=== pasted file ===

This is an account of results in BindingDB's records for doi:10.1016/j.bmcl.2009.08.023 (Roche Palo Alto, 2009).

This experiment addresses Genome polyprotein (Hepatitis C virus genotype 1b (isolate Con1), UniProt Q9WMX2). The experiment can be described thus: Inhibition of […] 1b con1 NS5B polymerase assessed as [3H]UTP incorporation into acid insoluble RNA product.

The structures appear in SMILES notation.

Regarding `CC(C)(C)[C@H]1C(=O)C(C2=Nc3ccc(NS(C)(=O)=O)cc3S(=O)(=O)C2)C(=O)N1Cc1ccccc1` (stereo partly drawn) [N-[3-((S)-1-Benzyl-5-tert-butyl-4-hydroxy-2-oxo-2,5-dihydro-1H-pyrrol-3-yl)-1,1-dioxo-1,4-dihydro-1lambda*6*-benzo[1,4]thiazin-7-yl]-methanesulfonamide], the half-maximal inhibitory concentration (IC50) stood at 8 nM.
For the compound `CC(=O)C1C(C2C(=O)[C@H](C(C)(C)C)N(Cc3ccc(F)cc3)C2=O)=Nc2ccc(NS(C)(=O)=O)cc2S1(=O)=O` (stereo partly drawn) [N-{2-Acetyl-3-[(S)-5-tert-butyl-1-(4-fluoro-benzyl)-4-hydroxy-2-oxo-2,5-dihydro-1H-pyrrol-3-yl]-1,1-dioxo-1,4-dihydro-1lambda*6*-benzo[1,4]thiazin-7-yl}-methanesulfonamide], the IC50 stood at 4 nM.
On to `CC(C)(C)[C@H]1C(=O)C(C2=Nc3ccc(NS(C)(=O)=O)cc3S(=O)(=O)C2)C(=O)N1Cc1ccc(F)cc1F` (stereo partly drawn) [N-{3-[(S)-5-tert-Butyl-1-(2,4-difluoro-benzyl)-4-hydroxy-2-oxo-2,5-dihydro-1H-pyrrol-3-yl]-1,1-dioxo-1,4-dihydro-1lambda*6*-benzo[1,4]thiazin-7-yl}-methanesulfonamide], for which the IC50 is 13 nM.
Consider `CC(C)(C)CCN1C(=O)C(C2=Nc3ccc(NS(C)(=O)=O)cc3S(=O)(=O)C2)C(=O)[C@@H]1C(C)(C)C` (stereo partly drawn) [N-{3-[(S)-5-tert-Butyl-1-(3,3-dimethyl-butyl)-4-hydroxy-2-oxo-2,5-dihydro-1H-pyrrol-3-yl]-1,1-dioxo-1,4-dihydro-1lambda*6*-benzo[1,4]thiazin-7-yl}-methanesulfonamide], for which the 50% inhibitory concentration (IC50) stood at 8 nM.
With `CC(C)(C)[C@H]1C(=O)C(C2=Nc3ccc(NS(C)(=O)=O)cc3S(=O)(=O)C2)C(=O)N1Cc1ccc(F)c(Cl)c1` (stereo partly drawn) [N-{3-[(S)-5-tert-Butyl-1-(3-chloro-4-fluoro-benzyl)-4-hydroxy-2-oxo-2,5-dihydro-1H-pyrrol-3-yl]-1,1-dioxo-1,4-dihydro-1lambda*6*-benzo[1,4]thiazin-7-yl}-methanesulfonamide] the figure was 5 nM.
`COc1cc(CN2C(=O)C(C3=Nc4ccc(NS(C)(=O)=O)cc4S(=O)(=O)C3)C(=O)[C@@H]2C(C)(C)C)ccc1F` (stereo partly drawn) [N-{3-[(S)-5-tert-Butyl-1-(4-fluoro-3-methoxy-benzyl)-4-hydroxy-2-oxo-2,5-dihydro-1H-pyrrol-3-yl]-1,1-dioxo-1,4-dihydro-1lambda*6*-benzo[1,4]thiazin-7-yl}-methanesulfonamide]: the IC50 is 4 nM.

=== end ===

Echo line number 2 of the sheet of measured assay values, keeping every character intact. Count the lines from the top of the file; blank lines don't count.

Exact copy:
This experiment addresses Genome polyprotein (Hepatitis C virus genotype 1b (isolate Con1), UniProt Q9WMX2). The experiment can be described thus: Inhibition of […] 1b con1 NS5B polymerase assessed as [3H]UTP incorporation into acid insoluble RNA product.